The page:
Opting out of AFSCME membership: FAQs on fair share payers

Opting out of AFSCME membership: FAQs on fair share payers

AFSCME Executive Director Roberta Lynch announced Feb. 23 that union members voted to authorize a state worker strike. But state workers have another option. By becoming a fair share payer, state workers can report to work during a strike without facing union punishment. Here’s what state workers need to know about fair share status.

The American Federation of State, County and Municipal Employees members have given the union authority to demand that Illinois state workers go on strike.

But going on strike might not be in the best interest of all 35,000 employees the union represents. Some can’t afford it. The state estimates that a striking worker could lose $8,000 in lost wages, pension and health insurance contributions. And some may disagree with the union’s political agenda and disagree with a strike.

If state workers want to cross the picket line and go to work, the only guaranteed way to avoid union punishment is to become a fair share payer. Here are answers to some frequently asked questions about fair share status.

Q: Will I maintain my salary and benefits if I become a fair share payer?

A: Yes. The union still represents fair share payers and therefore fair share payers are entitled to all rights secured in union-negotiated contracts.

The union must represent nonmembers fairly and without discrimination in all matters covered in the contract: collective bargaining, contract administration and matters affecting wages, hours and conditions of employment.

In other words, fair share payers would still be entitled to any of the following benefits, among others, granted under the AFSCME contract or under state law:

  • Salary and raises
  • Health insurance
  • Pension
  • Seniority
  • Leaves of absence (including sick leave)
  • Vacation days, holidays
  • Overtime pay
  • Representation in a grievance process

What’s more, fair share payers are not subject to any union rules or discipline.

Q: What will I lose if I become a fair share payer?

A: Fair share payers are not entitled to any perks guaranteed to members in the AFSCME constitution/bylaws or membership agreement. Examples may include:

  • Voting (on ratification of contract, strike authorization, etc.)
  • Holding union office or representing the union as a delegate to the convention
  • Utilizing union-negotiated discounts (for things such as additional life insurance, health clubs, tickets to events, etc.)
  • Maintaining any liability insurance the union provides as opposed to the state
  • Receiving the AFSCME magazine/newsletter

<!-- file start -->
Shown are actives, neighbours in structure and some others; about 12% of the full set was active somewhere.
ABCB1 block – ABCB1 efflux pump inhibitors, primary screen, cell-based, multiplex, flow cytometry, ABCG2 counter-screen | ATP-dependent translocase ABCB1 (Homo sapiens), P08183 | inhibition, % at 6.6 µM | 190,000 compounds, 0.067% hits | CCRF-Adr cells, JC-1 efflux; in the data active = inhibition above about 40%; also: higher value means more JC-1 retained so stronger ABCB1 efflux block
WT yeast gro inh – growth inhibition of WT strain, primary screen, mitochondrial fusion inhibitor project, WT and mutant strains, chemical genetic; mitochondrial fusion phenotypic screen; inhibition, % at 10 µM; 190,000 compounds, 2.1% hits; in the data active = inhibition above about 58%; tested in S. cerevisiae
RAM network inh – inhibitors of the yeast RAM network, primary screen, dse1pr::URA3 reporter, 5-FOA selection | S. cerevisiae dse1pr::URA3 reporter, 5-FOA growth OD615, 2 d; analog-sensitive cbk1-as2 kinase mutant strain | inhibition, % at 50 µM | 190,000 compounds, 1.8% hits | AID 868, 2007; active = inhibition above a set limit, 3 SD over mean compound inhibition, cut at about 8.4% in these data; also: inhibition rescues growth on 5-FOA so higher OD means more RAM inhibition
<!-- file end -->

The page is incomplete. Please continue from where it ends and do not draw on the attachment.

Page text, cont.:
• Attending AFSCME events (meetings, picnics, Christmas party, etc.)

Illinois AFSCME fair share payer

Q: Will I still pay dues?

A: Yes: A fair share payer pays a fee that is supposed to represent his “fair share” of what it costs AFSCME to represent him in negotiations and other matters with the state.

The “fair share” fee cannot be used for political contributions.

Under both the Illinois Public Labor Relations Act and the AFSCME contract with the state, a fair share payer’s fee will not exceed the amount of dues required of members.

Q: What happens if I cross the picket line as a fair share payer?

A: Fair share payers have more freedom than union members in choosing to go to work during a strike.

The union has no disciplinary authority over fair share payers, so it cannot penalize them for working during a strike.

Q: What happens if I cross the picket line as a union member?

A: Unions can penalize members who do not honor the strike through fines or other penalties.

Q: What happens if I go on strike as a fair share payer?

A: Fair share payers who go on strike will be subject to the same potential repercussions as members who strike.

The state has estimated that a striking worker would lose at least $8,000 a month in lost wages, additional health insurance contributions and state pension contributions.

Under Illinois law, the state can replace striking workers. Depending on the type of strike, employees might not be immediately reinstated to their old jobs when the strike ends.

Q: How do I become a fair share payer?

A: The process is straightforward: An employee can become a fair share payer by sending a letter to AFSCME and the employee’s agency resigning the employee’s union membership. The state’s website assists any interested employees with the process:

  • Print out this letter. It informs the union you are opting out of membership and changing your status to “fair share payer.” Fill in your personal information (agency, facility, contact information) and send it to AFSCME. We suggest sending with a certified mail receipt.
  • From there, follow the prompts to inform your agency you have changed your status from union member to fair share payer.

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